circular motion under your hand. At first you will think you are just imagining
it, but you are not. The best description I can give is that it feels as if the
mother has a tennis ball in her abdomen that is being bounced back and forth between
your hands. As it hits one hand it will roll across it or around underneath it
and then bounce back to the other hand. Sometimes the motion is so great that
it will actually make your hand wave on the abdomen. Sometimes the mother will
feel things inside, sometimes not. What she feels may not be located where your
hand is located. The movement under your top hand may stay all in one place or
move around. If it moves, try to gently follow it with your top hand to keep it
centrally located under your hand. Do not move the back hand. Sometimes it will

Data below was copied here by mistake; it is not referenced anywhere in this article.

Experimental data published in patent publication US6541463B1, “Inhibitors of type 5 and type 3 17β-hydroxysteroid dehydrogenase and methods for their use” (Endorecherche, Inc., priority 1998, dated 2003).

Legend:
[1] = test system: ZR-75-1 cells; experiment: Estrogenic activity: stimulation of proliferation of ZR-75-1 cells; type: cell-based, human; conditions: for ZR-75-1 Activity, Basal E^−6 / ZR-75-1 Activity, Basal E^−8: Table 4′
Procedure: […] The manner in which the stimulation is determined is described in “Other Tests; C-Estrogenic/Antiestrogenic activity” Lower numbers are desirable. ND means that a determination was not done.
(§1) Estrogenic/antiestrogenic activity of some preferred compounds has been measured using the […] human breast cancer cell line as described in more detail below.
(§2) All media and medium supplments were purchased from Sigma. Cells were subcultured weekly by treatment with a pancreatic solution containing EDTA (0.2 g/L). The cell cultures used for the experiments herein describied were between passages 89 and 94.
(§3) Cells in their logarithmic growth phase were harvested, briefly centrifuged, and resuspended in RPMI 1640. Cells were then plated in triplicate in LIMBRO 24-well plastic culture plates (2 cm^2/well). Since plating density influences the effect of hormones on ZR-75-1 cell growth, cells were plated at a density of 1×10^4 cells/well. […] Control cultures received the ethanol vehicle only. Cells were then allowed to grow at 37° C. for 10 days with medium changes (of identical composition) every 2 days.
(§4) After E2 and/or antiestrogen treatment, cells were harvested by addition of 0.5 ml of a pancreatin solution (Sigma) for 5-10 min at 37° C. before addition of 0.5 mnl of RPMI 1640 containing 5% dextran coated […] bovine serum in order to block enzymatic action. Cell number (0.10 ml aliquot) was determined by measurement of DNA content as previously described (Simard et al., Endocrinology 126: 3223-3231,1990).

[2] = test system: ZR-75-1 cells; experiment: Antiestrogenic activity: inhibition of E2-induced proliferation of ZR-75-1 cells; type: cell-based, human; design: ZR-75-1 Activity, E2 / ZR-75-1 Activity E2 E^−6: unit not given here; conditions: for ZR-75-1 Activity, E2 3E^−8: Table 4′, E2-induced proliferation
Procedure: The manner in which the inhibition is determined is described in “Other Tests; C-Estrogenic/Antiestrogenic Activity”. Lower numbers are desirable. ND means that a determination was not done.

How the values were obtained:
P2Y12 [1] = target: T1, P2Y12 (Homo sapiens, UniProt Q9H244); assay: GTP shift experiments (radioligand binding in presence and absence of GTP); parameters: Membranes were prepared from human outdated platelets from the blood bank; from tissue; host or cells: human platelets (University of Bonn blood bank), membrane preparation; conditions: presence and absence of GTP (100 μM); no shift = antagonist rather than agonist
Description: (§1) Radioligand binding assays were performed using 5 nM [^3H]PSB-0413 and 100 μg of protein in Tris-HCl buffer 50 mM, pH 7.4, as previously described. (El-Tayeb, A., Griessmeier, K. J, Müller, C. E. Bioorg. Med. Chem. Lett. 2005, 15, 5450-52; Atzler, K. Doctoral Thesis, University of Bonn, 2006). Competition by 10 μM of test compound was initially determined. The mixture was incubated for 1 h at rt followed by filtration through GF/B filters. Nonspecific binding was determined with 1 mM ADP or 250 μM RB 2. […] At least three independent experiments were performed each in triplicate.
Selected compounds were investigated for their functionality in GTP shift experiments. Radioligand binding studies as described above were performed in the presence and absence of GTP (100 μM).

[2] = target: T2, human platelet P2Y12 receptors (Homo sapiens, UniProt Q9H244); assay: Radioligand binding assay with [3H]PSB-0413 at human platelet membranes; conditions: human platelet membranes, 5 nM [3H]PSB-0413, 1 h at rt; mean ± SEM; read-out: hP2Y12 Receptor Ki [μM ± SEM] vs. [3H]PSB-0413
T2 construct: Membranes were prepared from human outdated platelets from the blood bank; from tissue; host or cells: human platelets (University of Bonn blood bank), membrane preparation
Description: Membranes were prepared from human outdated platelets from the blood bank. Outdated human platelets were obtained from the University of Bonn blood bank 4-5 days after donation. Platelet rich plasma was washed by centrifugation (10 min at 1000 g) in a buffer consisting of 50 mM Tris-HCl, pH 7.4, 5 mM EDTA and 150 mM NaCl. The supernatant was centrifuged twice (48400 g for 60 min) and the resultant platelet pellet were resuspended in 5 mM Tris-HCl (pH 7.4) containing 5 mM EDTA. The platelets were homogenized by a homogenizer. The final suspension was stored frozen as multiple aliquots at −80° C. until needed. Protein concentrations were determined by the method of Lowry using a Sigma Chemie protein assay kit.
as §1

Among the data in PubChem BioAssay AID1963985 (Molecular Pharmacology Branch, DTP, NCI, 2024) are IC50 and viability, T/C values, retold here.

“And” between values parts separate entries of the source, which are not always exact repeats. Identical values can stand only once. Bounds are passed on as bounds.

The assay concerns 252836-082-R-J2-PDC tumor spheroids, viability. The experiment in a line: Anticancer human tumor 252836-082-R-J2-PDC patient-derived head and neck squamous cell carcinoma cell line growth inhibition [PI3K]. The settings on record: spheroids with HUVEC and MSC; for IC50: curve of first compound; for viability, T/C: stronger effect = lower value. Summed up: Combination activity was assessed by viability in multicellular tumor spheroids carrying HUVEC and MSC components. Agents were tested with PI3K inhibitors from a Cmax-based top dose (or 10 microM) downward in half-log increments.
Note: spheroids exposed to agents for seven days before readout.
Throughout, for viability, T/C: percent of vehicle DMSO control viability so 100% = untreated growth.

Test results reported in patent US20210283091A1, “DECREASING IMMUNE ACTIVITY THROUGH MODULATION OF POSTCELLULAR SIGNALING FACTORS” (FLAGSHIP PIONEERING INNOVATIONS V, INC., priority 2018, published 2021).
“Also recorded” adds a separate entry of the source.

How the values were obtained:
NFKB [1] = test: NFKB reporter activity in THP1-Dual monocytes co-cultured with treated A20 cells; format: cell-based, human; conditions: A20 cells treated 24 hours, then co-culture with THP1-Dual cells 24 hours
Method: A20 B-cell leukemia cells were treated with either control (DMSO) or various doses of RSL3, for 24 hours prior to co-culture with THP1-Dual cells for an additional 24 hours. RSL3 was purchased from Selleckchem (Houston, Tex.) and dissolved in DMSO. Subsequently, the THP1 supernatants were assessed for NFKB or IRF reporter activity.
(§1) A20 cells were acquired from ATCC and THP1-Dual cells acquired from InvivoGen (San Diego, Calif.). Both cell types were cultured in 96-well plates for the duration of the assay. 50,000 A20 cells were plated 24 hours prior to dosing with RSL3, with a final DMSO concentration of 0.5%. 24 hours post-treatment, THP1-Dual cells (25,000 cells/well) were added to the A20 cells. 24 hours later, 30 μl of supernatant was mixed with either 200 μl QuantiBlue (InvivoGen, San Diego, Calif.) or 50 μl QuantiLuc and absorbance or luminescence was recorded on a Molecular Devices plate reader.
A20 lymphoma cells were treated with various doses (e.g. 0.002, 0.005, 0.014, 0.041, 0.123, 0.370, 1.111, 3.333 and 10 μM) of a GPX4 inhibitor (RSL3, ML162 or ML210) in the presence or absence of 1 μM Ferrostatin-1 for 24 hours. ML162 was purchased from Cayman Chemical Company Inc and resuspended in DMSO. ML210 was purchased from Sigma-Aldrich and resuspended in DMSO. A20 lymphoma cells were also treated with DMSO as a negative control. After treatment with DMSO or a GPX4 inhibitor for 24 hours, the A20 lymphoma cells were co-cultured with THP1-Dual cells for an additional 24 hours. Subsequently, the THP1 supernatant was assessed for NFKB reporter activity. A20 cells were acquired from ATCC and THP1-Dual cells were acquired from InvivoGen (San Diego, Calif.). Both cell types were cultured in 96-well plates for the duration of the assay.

move around in a circle, sometimes off to one side, or even clear down to a hip.
It all depends on the muscles that are involved and the type of injury that precipitated
all the spasm of abdominal muscles. Our muscles really only know how to contract
and shorten, not how to relax and lengthen. They depend on another counter muscle
to contract and pull the first one out of contraction. Abdominal muscles do not
have as many counter muscles, so this technique allows the muscles to relax.
If you go back into the mother's history, you will almost always find a
history of a car accident (especially with a seat belt on, where there has
been a twisting of the abdominal muscles because we use only one-shoulder restraints)
or severe fall. However, I have had a mother cause it simply by doing too much
hoeing in the garden.
You continue the diaphragmatic release as long as you feel motion under your
hand. Usually it will just fade away and you will no longer feel it. Sometimes,
if you end up over a bony prominence, it will end with a
vibration. The process takes some time, often at least 20-45 minutes. But if you
consider the time you save in labor, it is well worth it. You may
need to repeat the process over several visits. I usually start at about
the 6th month unless I have a mother with a history of car accident or
several prior posterior babies. This procedure has also been used this